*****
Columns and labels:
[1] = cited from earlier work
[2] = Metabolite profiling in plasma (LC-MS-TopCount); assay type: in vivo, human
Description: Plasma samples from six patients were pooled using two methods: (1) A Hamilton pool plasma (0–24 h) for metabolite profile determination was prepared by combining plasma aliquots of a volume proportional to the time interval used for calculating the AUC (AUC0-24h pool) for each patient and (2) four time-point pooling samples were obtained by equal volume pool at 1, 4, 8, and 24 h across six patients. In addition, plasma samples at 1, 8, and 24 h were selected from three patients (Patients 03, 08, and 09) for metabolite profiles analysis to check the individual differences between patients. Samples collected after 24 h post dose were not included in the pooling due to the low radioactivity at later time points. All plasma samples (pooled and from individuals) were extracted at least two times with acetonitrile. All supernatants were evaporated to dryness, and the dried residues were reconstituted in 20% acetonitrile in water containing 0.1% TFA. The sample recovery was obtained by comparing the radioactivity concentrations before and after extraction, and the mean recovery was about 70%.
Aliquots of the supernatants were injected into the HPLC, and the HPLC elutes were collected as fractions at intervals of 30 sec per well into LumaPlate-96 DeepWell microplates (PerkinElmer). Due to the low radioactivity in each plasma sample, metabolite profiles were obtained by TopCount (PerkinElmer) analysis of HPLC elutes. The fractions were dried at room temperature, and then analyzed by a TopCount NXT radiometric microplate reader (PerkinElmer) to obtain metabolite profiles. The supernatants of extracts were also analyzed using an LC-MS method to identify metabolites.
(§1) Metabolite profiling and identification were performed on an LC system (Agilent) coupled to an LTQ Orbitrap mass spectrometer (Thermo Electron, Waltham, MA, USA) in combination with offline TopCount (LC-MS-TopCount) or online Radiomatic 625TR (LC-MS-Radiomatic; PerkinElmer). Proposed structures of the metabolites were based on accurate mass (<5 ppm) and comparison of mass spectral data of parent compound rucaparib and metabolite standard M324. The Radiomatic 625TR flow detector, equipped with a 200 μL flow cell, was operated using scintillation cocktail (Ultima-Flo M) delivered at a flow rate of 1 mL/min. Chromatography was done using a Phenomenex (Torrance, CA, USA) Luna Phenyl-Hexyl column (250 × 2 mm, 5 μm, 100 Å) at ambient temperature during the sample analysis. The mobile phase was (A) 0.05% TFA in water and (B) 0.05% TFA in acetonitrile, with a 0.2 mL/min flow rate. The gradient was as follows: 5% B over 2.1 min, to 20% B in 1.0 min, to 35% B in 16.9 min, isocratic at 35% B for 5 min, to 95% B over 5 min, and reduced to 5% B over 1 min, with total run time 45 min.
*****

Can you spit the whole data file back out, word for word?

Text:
Columns and labels:
[1] = cited from earlier work
[2] = Metabolite profiling in plasma (LC-MS-TopCount); assay type: in vivo, human
Description: Plasma samples from six patients were pooled using two methods: (1) A Hamilton pool plasma (0–24 h) for metabolite profile determination was prepared by combining plasma aliquots of a volume proportional to the time interval used for calculating the AUC (AUC0-24h pool) for each patient and (2) four time-point pooling samples were obtained by equal volume pool at 1, 4, 8, and 24 h across six patients. In addition, plasma samples at 1, 8, and 24 h were selected from three patients (Patients 03, 08, and 09) for metabolite profiles analysis to check the individual differences between patients. Samples collected after 24 h post dose were not included in the pooling due to the low radioactivity at later time points. All plasma samples (pooled and from individuals) were extracted at least two times with acetonitrile. All supernatants were evaporated to dryness, and the dried residues were reconstituted in 20% acetonitrile in water containing 0.1% TFA. The sample recovery was obtained by comparing the radioactivity concentrations before and after extraction, and the mean recovery was about 70%.
Aliquots of the supernatants were injected into the HPLC, and the HPLC elutes were collected as fractions at intervals of 30 sec per well into LumaPlate-96 DeepWell microplates (PerkinElmer). Due to the low radioactivity in each plasma sample, metabolite profiles were obtained by TopCount (PerkinElmer) analysis of HPLC elutes. The fractions were dried at room temperature, and then analyzed by a TopCount NXT radiometric microplate reader (PerkinElmer) to obtain metabolite profiles. The supernatants of extracts were also analyzed using an LC-MS method to identify metabolites.
(§1) Metabolite profiling and identification were performed on an LC system (Agilent) coupled to an LTQ Orbitrap mass spectrometer (Thermo Electron, Waltham, MA, USA) in combination with offline TopCount (LC-MS-TopCount) or online Radiomatic 625TR (LC-MS-Radiomatic; PerkinElmer). Proposed structures of the metabolites were based on accurate mass (<5 ppm) and comparison of mass spectral data of parent compound rucaparib and metabolite standard M324. The Radiomatic 625TR flow detector, equipped with a 200 μL flow cell, was operated using scintillation cocktail (Ultima-Flo M) delivered at a flow rate of 1 mL/min. Chromatography was done using a Phenomenex (Torrance, CA, USA) Luna Phenyl-Hexyl column (250 × 2 mm, 5 μm, 100 Å) at ambient temperature during the sample analysis. The mobile phase was (A) 0.05% TFA in water and (B) 0.05% TFA in acetonitrile, with a 0.2 mL/min flow rate. The gradient was as follows: 5% B over 2.1 min, to 20% B in 1.0 min, to 35% B in 16.9 min, isocratic at 35% B for 5 min, to 95% B over 5 min, and reduced to 5% B over 1 min, with total run time 45 min.